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Coline Pinese

Coline Pinese

Associate professor, Faculty of Pharmacy, University of Montpellier

Coline has been working at the chemistry/biology interface since her doctorate CIFRE obtained in 2014. Her objective was to design hybrid collagen/PLA based copolymer biomaterials for ligament regeneration. She then continued her work at the interface by studying bioactive surfaces functionalized by peptides (antibacterial, osteointegration, wound healing…). Then she became involved into spinal cord regeneration through an association mRNA or siRNA/ nanofibers at Nayang Technological University, Singapore. She finally joined the DBA team as an Associate Professor to develop polymer/peptide hybrid nanomaterials.

Contact:

tel: +33 4 11 75 97 10

coline.pinese@umontpellier.fr

5 recent publications:

  • W.Ong, C. Pinese, SY Chew, Scaffold-mediated  Sequential  Drug/Gene  Delivery  to  Promote  Nerve  Regeneration  and Remyelination following Traumatic Nerve Injuries, Advanced Drug Delivery Reviews (2018) (IF=17.28)
  • Pinese, JQ. Lin, U. Milbreta, Y. Wang, KW. Leong, SY Chew, Sustained delivery of siRNA/mesoporous silica nanoparticle complexes from nanofiber scaffolds for long-term gene silencing. Acta Biomater. 76, 164–177 (2018). (IF=6.38)
  • Gangolphe, S. Déjean, A. Bethry, S. Hunger, C. Pinese, X. Garric, F. Bossard, B. Nottelet, Degradable multi(aryl-azide) star copolymer as universal photo-crosslinker for elastomeric scaffolds, Materials Today Chemistry 12, (2019) 209-221 (IF=NA)

Electrospun microstructured PLA-based scaffolds featuring relevant anisotropic, mechanical and degradation characteristics for soft tissue engineering

Materials Science and Engineering: C Volume 129, October 2021, 112339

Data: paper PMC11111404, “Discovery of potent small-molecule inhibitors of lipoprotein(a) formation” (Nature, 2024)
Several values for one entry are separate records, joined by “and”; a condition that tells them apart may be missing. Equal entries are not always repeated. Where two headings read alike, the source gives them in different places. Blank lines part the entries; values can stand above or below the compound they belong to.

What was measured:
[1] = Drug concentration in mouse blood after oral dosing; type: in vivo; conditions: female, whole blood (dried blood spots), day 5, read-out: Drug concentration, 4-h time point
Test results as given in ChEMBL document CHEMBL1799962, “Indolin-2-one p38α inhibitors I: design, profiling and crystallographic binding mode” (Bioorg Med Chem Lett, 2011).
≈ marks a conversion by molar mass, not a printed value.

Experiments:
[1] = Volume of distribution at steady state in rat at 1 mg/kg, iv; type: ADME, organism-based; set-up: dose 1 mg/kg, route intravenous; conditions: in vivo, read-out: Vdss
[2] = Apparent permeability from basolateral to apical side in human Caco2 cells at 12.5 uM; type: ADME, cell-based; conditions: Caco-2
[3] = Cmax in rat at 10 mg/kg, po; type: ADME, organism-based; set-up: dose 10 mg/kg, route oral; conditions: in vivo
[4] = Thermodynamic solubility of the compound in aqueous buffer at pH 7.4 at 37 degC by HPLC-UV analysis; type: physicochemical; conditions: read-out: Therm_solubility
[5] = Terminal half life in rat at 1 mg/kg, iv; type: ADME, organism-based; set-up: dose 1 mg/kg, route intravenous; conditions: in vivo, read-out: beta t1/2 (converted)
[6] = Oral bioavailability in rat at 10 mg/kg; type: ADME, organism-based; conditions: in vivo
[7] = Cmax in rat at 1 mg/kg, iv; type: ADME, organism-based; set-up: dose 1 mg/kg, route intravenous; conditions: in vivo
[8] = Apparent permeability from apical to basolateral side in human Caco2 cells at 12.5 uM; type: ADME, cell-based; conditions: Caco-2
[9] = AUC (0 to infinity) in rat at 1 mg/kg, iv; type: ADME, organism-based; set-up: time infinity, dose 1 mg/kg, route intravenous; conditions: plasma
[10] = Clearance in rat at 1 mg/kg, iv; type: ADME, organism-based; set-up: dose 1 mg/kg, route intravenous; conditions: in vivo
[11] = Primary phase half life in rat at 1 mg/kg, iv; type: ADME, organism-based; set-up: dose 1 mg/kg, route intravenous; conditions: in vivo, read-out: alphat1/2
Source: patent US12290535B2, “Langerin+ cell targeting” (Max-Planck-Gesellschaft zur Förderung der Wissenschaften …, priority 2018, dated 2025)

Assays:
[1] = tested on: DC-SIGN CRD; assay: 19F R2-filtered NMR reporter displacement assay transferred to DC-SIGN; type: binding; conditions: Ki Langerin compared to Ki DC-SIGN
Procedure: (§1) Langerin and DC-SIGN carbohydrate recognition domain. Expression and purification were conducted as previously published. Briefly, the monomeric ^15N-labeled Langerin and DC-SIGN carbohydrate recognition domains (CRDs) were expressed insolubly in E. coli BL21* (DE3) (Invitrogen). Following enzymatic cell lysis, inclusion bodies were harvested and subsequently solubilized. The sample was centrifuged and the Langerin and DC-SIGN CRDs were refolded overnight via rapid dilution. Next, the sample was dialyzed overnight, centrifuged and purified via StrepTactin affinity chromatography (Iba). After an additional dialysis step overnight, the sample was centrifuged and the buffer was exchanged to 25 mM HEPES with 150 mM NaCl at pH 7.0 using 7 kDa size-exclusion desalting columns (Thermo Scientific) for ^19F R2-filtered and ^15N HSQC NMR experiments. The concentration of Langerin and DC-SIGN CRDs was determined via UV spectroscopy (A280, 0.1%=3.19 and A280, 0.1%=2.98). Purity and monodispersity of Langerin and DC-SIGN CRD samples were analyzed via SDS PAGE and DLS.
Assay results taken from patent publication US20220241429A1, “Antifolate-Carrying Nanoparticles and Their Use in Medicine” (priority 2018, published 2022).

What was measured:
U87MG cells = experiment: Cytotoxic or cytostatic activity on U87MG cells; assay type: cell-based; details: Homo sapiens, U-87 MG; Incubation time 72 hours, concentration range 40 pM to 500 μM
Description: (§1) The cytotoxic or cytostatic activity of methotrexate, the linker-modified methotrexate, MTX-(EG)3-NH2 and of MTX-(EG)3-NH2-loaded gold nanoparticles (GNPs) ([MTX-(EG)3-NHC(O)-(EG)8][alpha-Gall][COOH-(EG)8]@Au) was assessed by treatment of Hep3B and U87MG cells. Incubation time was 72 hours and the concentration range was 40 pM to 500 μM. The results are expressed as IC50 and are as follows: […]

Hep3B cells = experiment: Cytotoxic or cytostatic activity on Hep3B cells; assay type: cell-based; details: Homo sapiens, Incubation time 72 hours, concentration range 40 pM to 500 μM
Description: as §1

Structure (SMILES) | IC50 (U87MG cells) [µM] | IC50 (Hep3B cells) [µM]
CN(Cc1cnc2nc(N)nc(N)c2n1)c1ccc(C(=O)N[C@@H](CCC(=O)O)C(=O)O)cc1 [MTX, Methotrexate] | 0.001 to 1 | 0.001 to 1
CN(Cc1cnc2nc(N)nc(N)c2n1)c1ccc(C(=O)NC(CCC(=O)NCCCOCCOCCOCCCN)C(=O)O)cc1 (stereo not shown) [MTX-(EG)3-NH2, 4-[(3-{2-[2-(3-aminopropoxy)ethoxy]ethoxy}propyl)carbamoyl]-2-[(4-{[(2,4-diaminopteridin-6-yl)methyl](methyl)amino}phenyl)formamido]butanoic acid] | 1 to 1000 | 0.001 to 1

Louis Gangolphe, Christopher Y.Leon Valdivieso, Benjamin Nottelet, Stéphane Déjean, Audrey Bethry, Coline Pinese, Frédéric Bossard and Xavier Garric

 

Electrospun scaffolds combine suitable structural characteristics that make them strong candidates for their use in tissue engineering. These features can be tailored to optimize other physiologically relevant attributes (e.g. mechanical anisotropy and cellular affinity) while ensuring adequate degradation rates of the biomaterial. Here, we present the fabrication of microstructured scaffolds by using a combination of micropatterned electrospinning collectors (honeycomb- or square-patterned) and poly(lactic acid) (PLA)-based copolymers (linear or star-shaped). The resulting materials showed appropriate macropore size and fiber alignment that were key parameters to enhance their anisotropic properties in protraction. Moreover, their elastic modulus, which was initially similar to that of soft tissues, gradually changed in hydrolytic conditions, matching the degradation profile in a 2- to 3-month period. Finally, honeycomb-structured scaffolds exhibited enhanced cellular proliferation compared to standard electrospun mats, while cell colonization was shown to be guided by the macropore contour. Taking together, these results provide new insight into the rational design of microstructured materials that can mimic the progressive evolution of properties in soft tissue regeneration

Star-poly(lactide)-peptide hybrid networks as bioactive materials

 

European Polymer Journal Volume 139, 5 October 2020, 109990

L.V. Arsenie, C. Pinese, A. Bethry, L. Valot, P. Verdie, B. Nottelet, G. Subra, V. Darcos, X. Garric

ABSTRACT